- Cervical lymphadenopathy refers to lymphadenopathy of the cervical lymph nodes (the glands in the neck). The term lymphadenopathy strictly speaking refers to disease of the lymph nodes, often however the term refers to enlargement of the lymph nodes. Similarly, the term lymphadenitis refers to inflammation of a lymph node, but often it is used as a synonym of lymphadenopathy.
Cervical lymphadenopathy is a sign or a symptom, not a diagnosis. The causes are varied, and may be inflammatory, degenerative, or neoplastic. In adults, healthy lymph nodes can be palpable, in the axilla, neck and groin. In children up to the age of 12 cervical nodes up to 1 cm in size may be palpable and this may not signify any disease. If nodes heal by resolution or scarring after being inflamed, they may remain palpable thereafter. In children, most palpable cervical lymphadenopathy is reactive or infective. In individuals over the age of 50, metastatic enlargement from cancers (most commonly squamous cell carcinomas) of the aerodigestive tract should be considered.
- Initial Stage:
The swollen gland, usually on the neck or behind the ear is often painless and usually found by accident.
The gland is hard and can easily be moved.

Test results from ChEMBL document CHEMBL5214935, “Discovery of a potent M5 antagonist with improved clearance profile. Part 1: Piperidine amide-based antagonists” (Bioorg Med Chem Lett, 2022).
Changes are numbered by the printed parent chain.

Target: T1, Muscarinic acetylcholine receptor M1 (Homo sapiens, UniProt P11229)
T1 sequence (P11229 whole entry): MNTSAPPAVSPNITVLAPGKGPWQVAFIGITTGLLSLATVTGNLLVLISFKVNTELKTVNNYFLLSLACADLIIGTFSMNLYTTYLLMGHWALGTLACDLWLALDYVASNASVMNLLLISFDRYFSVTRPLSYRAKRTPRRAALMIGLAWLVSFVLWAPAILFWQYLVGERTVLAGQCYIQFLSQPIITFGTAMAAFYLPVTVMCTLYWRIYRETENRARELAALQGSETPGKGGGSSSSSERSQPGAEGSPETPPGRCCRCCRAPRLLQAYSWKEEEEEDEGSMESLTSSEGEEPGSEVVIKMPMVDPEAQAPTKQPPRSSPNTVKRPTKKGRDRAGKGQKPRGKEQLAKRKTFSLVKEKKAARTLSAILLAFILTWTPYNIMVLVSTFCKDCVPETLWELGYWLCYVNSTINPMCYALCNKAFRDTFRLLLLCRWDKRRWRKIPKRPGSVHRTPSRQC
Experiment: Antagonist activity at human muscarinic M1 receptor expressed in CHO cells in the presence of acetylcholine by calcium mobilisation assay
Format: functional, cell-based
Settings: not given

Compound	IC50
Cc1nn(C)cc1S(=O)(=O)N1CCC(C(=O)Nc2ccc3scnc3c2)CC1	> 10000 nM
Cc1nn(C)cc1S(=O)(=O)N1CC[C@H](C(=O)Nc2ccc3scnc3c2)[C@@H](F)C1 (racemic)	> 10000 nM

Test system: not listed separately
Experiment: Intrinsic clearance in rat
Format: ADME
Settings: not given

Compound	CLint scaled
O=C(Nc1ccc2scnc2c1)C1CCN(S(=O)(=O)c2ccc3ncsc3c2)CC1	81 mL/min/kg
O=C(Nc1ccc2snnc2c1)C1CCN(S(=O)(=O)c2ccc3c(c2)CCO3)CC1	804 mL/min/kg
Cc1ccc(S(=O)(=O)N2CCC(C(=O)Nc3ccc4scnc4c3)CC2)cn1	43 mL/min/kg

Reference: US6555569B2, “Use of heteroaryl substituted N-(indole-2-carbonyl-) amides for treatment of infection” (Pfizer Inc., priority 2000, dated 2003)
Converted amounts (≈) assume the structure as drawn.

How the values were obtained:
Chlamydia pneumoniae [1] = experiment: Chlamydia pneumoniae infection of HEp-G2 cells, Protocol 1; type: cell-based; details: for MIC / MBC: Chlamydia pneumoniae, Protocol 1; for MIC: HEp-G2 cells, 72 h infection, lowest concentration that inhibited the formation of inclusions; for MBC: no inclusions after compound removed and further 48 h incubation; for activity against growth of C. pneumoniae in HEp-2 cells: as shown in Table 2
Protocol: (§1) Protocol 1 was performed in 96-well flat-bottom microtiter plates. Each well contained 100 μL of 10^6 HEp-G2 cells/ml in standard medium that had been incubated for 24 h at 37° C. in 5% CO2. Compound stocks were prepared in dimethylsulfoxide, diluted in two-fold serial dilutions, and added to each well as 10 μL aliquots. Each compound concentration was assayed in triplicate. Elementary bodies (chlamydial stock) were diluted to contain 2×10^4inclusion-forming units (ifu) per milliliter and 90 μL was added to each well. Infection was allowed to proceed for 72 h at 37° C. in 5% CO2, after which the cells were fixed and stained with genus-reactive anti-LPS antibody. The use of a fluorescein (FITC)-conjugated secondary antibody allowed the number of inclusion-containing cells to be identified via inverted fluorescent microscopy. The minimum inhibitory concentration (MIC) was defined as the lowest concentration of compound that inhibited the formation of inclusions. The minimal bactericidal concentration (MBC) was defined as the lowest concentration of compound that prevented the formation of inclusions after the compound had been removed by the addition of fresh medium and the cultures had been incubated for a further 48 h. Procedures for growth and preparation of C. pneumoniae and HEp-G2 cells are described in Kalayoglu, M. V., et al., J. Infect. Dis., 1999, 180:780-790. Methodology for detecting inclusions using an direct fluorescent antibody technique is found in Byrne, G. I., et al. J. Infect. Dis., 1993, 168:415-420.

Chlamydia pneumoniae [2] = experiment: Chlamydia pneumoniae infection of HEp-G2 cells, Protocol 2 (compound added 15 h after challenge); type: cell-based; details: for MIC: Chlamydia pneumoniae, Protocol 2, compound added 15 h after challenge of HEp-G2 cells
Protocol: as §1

There is no sensation of Heat or Cold.
The color and skin texture is normal.
In some cases the onset may be marked by signs of Wind-Heat:
Aches and pains of the bones
Redness and pain of the eyes
Thin and yellow
P: Floating and rapid
- Middle Stage:
The gland enlarges slowly over a period of weeks
Adjacent glands become involved
Often several glands join together to form
The nodules begin to feel painful
The nodules become hard and not easily moved
Slightly reduced appetite
- Final Stage:
Discharge of pus
1. Thick, purulent pus
Surrounding tissue is red
After a while the lesion closes and heals
2. A slow discharge of purulent fluid
The surrounding area turns a dark purple
The lesion remains open and an empty shell remains
There may be symptoms of Lung and Kidney Yin Deficiency or
Qi and Blood Deficiency